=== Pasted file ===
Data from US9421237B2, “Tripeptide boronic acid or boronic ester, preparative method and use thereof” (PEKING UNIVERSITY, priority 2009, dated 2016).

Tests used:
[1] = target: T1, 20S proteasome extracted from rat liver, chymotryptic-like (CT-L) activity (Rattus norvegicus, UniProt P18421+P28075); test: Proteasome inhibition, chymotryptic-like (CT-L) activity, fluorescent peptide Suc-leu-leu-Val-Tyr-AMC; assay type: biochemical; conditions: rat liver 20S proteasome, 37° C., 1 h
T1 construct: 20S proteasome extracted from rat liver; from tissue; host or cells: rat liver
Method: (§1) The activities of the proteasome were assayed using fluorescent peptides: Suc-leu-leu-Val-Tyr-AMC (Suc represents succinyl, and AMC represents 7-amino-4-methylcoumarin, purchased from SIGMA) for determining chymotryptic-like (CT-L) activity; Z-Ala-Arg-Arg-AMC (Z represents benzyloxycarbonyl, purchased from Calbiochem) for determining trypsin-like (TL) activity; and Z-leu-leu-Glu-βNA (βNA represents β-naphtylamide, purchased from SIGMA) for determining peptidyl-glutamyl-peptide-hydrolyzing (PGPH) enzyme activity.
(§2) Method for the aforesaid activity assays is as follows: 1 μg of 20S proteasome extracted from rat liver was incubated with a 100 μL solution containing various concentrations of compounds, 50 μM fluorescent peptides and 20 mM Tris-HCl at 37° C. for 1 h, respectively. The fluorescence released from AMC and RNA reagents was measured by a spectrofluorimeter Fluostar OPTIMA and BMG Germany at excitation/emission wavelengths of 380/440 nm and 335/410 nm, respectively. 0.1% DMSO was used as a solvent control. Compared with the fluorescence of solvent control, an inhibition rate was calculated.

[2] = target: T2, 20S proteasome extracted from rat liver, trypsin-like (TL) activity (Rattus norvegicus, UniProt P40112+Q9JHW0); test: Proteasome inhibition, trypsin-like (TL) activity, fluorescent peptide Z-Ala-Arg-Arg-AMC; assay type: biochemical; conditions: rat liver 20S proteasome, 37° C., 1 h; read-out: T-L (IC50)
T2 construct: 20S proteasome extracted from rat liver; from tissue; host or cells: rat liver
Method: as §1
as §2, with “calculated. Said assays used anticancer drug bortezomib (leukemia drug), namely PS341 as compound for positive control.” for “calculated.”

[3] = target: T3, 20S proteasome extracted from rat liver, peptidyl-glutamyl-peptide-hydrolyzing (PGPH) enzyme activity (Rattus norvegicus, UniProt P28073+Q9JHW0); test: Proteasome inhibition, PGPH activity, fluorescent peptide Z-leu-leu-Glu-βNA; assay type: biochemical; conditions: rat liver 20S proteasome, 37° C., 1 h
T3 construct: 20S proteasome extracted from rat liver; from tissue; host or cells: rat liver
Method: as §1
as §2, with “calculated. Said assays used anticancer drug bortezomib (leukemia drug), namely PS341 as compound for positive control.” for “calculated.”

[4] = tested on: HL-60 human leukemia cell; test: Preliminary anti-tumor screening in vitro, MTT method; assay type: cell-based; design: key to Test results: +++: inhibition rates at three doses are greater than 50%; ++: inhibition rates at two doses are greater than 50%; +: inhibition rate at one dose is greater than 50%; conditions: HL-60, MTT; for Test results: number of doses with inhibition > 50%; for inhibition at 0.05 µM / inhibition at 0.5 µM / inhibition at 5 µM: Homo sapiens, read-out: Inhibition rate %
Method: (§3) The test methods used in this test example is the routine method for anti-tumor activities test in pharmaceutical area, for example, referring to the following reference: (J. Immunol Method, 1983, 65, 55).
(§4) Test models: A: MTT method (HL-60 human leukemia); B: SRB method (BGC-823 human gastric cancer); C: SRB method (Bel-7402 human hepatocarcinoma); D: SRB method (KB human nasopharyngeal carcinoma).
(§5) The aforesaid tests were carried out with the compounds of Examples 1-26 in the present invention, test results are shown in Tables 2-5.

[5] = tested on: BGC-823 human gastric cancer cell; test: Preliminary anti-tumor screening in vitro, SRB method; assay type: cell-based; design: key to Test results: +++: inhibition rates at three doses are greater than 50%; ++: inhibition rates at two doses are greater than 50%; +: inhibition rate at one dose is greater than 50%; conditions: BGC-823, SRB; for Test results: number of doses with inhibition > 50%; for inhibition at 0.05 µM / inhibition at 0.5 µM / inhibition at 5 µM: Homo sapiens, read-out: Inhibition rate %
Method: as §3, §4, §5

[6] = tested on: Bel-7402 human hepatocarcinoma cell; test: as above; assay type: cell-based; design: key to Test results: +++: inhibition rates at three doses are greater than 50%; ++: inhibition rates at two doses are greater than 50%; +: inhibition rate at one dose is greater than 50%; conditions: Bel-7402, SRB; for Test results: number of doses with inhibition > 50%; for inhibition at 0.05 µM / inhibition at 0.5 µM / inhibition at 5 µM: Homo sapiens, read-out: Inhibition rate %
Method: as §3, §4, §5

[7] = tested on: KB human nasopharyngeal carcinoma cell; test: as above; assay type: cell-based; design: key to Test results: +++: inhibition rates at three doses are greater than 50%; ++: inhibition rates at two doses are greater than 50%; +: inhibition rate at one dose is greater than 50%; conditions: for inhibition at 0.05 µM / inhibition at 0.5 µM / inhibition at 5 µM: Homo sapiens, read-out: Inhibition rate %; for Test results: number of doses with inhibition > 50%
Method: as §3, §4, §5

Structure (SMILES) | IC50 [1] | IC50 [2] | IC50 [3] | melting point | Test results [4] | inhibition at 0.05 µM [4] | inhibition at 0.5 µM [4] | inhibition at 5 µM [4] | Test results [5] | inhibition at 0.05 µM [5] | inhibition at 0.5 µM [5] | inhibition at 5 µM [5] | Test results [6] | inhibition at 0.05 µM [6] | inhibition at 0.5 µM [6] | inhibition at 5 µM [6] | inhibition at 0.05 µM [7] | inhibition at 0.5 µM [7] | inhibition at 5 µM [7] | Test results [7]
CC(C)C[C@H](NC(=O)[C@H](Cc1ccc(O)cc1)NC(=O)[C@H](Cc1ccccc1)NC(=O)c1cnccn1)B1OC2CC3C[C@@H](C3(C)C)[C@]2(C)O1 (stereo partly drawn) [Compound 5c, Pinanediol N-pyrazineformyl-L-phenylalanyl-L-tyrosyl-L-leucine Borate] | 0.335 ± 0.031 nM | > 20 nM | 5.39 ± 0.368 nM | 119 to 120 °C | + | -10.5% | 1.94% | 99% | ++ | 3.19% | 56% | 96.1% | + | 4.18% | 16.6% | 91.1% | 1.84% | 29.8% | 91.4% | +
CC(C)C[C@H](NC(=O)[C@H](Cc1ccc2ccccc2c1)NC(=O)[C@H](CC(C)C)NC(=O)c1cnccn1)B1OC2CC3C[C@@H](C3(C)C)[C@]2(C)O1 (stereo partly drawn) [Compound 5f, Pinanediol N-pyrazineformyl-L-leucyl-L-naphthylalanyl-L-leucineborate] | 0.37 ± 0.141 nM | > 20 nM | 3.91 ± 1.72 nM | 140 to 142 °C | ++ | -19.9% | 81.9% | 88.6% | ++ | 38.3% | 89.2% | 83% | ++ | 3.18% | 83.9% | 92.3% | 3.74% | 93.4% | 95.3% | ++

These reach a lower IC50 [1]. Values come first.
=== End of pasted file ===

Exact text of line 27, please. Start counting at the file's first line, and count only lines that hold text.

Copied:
CC(C)C[C@H](NC(=O)[C@H](Cc1ccc2ccccc2c1)NC(=O)[C@H](CC(C)C)NC(=O)c1cnccn1)B1OC2CC3C[C@@H](C3(C)C)[C@]2(C)O1 (stereo partly drawn) [Compound 5f, Pinanediol N-pyrazineformyl-L-leucyl-L-naphthylalanyl-L-leucineborate] | 0.37 ± 0.141 nM | > 20 nM | 3.91 ± 1.72 nM | 140 to 142 °C | ++ | -19.9% | 81.9% | 88.6% | ++ | 38.3% | 89.2% | 83% | ++ | 3.18% | 83.9% | 92.3% | 3.74% | 93.4% | 95.3% | ++